RRARA Community Update: 5/11/16

Community Activities and Opportunities

Creative Sonoma’s Summer Arts Youth Program Grants: Grants will be available to nonprofit organizations and to individuals who have fiscal sponsors to provide children aged 7 to 18 with opportunities to participate in high quality cultural arts summer programs. Eligible projects can incorporate any creative discipline from photography and writing to theater, graphic design, crafts, filmmaking and more.  Summer Arts Youth Program Grants are designed to support our creative organizations who are fostering creativity in our local youth while giving them oportunities to maintain learning while school is out of session. Beginning the week of May 9, grant guidelines outlining eligibility and application forms will be available athttp://sonomacounty.ca.gov/edb/. The deadline is Friday, June 3, 2016, 5pm. An applicant Q&A session is scheduled for Tuesday, May 24 from 1:00-3:00 pm at Creative Sonoma, 141 Stony Circle, Suite 110, Santa Rosa.  Applicants may also dial in to the session at 707.565.8996. RSVP for the Q&A.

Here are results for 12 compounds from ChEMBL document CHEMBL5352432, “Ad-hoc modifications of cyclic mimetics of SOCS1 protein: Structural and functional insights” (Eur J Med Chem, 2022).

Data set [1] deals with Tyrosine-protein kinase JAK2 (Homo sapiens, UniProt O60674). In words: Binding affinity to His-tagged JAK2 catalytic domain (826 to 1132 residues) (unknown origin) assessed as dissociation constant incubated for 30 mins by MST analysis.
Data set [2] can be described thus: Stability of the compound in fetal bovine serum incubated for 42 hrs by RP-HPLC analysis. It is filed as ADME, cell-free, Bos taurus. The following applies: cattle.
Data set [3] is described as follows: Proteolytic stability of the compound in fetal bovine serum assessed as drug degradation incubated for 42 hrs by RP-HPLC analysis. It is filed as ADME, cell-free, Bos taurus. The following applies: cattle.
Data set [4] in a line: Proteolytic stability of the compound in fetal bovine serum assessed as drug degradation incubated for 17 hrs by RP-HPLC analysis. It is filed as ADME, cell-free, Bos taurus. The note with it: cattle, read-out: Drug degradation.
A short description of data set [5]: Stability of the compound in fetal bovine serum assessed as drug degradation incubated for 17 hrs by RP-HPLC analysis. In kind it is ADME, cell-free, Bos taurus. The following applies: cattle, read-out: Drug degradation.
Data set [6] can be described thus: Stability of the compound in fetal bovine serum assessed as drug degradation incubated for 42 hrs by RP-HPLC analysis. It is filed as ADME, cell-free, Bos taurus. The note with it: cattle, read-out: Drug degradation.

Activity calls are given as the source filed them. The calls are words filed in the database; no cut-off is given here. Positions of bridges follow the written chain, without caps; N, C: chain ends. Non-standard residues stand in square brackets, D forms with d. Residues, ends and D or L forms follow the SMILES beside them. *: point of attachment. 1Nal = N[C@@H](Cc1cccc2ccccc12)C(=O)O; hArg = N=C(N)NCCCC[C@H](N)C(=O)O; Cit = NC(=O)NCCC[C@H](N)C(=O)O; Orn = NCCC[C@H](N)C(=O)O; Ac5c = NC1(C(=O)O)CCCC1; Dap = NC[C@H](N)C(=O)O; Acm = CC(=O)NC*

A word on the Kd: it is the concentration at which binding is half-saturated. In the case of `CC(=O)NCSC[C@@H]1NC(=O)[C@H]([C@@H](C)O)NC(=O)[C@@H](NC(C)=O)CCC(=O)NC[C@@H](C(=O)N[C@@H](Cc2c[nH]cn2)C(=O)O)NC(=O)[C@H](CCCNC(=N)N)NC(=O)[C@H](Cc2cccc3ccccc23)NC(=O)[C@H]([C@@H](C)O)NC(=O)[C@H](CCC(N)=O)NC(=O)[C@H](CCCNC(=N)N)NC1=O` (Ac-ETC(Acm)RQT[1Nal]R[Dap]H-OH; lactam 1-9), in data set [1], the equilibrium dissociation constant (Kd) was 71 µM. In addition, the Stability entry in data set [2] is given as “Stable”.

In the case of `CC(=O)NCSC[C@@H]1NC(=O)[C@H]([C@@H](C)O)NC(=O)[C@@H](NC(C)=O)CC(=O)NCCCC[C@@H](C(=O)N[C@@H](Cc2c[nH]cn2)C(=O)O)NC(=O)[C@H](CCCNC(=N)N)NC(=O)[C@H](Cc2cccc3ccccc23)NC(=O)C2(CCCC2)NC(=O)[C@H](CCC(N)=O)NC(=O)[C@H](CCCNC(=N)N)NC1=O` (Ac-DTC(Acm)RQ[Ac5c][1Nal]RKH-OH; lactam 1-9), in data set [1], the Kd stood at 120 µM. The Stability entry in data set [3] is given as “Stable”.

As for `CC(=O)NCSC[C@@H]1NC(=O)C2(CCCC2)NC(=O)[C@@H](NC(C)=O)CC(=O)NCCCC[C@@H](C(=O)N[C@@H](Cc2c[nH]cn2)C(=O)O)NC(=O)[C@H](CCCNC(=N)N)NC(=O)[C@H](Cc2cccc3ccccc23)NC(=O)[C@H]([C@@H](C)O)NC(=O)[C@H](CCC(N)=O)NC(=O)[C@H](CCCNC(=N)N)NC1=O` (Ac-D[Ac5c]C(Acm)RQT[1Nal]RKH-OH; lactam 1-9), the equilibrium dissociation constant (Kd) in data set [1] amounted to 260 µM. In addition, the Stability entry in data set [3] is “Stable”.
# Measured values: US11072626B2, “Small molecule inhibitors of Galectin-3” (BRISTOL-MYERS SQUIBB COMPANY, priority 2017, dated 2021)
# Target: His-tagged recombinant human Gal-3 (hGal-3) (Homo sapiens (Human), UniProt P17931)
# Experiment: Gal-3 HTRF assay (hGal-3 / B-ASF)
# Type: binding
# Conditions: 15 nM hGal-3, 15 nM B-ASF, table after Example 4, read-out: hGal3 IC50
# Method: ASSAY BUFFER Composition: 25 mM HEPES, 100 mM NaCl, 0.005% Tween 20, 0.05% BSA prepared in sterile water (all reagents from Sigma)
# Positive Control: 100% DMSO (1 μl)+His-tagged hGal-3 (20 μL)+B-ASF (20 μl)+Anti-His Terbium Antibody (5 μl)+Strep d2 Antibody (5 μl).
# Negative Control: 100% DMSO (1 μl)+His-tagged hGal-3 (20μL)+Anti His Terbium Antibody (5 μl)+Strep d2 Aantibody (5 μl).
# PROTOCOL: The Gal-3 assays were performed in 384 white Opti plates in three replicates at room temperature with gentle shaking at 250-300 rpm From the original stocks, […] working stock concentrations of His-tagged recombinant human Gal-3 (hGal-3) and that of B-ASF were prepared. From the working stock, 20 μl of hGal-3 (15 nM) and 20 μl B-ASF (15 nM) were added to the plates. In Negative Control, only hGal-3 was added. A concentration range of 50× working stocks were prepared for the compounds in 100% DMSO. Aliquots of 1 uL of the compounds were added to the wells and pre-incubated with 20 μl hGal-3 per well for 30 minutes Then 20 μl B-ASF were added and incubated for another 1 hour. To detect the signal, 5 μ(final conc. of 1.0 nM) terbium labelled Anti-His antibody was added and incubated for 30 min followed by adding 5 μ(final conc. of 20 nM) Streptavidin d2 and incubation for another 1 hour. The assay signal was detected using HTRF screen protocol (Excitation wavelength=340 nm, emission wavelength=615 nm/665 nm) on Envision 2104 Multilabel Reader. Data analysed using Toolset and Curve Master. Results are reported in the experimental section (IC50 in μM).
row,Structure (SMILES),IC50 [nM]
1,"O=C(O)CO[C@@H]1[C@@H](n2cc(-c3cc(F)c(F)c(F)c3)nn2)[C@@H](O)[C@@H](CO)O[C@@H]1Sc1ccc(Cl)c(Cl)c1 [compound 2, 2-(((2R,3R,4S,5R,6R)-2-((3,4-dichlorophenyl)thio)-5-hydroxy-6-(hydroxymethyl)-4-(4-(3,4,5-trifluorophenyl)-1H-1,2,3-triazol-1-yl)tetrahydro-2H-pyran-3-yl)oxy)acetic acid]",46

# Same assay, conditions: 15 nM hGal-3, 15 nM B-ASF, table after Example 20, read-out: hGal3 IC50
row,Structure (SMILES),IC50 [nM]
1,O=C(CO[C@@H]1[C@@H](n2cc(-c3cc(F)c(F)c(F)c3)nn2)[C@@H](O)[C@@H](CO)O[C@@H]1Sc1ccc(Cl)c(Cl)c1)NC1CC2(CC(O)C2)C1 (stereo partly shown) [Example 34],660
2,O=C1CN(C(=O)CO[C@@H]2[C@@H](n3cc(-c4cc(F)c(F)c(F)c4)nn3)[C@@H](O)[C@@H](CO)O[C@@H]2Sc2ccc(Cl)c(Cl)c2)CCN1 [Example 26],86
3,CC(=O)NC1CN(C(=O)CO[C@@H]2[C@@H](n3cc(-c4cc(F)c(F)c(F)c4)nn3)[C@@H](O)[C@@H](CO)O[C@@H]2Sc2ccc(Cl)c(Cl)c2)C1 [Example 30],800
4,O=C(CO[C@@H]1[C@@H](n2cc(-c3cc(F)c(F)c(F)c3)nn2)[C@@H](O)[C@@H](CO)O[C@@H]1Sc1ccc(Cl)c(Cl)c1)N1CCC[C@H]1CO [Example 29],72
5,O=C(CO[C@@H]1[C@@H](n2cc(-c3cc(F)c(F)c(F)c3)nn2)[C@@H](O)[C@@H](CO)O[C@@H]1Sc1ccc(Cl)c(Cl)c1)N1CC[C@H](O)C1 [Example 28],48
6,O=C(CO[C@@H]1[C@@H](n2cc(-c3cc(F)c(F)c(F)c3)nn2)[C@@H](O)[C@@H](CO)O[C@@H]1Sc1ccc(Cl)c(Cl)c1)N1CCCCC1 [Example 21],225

Board of Supervisors hearing on the Planning Commission’s Vacation Rental Ordinance recommendations is scheduled for May 24: “At a meeting in January, a majority of the supervisors approved a number of tweaks to the county’s vacation rental ordinance suggested by the commission, but did not take the major step of banning all new rentals in residential R1 zones throughout the county, as was recommended. A divided Sonoma County Planning Commission voted to recommend to the Board of Supervisors a list of specific single-family residential areas in the county where new vacation rentals would be prohibited, almost all of them located in Sonoma Valley. The total R1 ban was pushed by First District Supervisor Susan Gorin, who said that Sonoma Valley was “under siege” from the rapid increase in vacation rentals ever since a vacation rental ordinance was put into effect in 2011. The number of approved vacation rental permits county-wide totals 1,120, the majority of which are in Sonoma Valley and west county (about 40% of the vacation rentals are located in the Sonoma Valley and 40% in the Russian River area). The stated purpose of the X zone is to prohibit new rentals in areas that meet certain criteria, such as inadequate road access or off street parking, potential of significant fire hazard, and where housing stock needs to be protected from conversion to visitor-serving uses. Additional considerations include bans in areas where residential character is “to be preserved or preferred.” Though each of the X zoned maps up for a vote was approved by three of the commissioners, including District 1’s Greg Carr, two of the commissioners either voted no or abstained, expressing their dissatisfaction on the entire concept of X zones. Expressing reservations was commissioner Pam Davis, representing Efren Carrillo’s District 5. Davis said she didn’t see X zones as an, “elegant solution to the problems in a community.” The three commissioners who voted in favor argued that X zones are a good way to aid in the preservation of affordable housing and deal with issues regarding short-term rentals and neighborhood compatibility.” Read the entire article here.